New policy promotes donor transparency in digital media

Press Release

April 15, 2012


Knight Foundation requires new journalism and media grantees to disclose major donors

MIAMI – April 15, 2012 – Recognizing the transparency is a core value in the digital age, the John S. and James L. Knight Foundation announced today it will require journalism and media grantees to disclose the identities and amounts contributed by major donors.

 “As media demand a more open society, society is demanding a more open media,” said Michael Maness, Vice President for Journalism and Media Innovation at Knight Foundation. “Transparency improves credibility and encourages engagement. People want to know who is paying for their news – and news organizations need to be transparent to ensure their own success.”

The requirement applies to donations of $5,000 and more given to the projects Knight Foundation is funding.  The information must be published on the organization’s website.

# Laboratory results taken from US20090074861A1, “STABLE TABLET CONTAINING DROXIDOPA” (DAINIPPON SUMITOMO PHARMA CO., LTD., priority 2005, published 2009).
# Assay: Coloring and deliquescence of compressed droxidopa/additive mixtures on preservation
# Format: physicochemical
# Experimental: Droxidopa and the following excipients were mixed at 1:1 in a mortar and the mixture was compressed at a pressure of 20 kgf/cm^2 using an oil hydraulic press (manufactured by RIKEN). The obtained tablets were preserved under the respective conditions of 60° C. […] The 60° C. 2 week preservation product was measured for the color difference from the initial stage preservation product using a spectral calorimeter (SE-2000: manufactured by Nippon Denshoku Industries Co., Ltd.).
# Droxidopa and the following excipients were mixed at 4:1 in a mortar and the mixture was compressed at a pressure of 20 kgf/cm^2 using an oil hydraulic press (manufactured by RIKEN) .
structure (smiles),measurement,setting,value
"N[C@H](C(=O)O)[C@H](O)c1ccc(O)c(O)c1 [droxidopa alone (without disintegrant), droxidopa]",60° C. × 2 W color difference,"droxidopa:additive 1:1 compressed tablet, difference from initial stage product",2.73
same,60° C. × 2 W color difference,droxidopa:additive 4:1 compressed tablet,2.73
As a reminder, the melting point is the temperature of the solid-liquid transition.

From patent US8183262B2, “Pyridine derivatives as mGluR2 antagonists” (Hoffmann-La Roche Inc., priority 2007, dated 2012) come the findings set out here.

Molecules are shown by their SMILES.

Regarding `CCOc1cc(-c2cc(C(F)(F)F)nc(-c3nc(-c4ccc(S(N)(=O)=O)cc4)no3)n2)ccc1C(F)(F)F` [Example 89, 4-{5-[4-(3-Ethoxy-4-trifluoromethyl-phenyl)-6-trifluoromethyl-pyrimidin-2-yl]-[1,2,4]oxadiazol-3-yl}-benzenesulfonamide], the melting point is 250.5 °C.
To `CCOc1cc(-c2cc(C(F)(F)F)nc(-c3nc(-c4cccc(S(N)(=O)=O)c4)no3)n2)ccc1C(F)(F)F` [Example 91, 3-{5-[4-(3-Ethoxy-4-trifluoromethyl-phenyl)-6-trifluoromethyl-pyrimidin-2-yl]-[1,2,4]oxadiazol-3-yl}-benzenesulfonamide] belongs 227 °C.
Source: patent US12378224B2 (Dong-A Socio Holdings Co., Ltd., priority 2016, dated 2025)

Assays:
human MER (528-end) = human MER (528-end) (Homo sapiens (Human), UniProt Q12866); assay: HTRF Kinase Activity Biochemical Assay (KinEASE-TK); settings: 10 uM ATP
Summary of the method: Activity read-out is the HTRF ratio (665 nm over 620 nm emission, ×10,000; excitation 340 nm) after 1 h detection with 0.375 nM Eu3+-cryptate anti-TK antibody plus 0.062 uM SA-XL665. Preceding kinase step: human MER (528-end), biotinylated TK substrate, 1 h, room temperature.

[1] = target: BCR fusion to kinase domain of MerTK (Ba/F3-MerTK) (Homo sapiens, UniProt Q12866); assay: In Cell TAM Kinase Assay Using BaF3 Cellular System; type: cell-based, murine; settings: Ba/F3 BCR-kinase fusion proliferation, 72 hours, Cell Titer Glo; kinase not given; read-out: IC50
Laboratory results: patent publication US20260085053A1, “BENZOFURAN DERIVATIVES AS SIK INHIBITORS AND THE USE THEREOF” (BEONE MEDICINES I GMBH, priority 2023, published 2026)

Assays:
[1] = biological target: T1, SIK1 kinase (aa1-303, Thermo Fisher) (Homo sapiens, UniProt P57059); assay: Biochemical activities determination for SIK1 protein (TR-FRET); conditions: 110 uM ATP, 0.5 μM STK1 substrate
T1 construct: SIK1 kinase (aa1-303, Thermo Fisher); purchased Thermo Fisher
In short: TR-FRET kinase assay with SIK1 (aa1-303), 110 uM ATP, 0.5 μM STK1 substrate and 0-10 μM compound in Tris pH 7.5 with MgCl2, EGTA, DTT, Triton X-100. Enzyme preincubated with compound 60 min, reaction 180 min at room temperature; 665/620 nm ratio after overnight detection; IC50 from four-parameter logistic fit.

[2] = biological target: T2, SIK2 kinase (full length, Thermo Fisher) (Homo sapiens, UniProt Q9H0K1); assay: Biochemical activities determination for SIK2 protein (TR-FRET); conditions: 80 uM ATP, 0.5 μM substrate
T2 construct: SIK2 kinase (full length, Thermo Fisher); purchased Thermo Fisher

Some of the leaders in the nonprofit news field are already publicly identifying donors, many by posting their entire IRS Form 990B, which is a listing of contributors, on their websites. A report by American University’s Investigative Reporting Workshop indicates that 88 percent of the web-based nonprofit news sites surveyed post such information.

Recognizing philanthropy’s history of protecting the donor privacy, the policy applies only to new grants in journalism and media innovation, and only to projects funded by Knight Foundation.

A list of frequently asked questions about the new policy is available at

“As nonprofit news sites continue to proliferate, their transparency will become increasingly important to our communities and our democracy. We hope that other foundations will consider a similar policy as a way to help lead journalism to its best possible future,” said Maness. 



Contacts: Andrew Sherry, Vice President/Communications, (305) 908-2677, [email protected]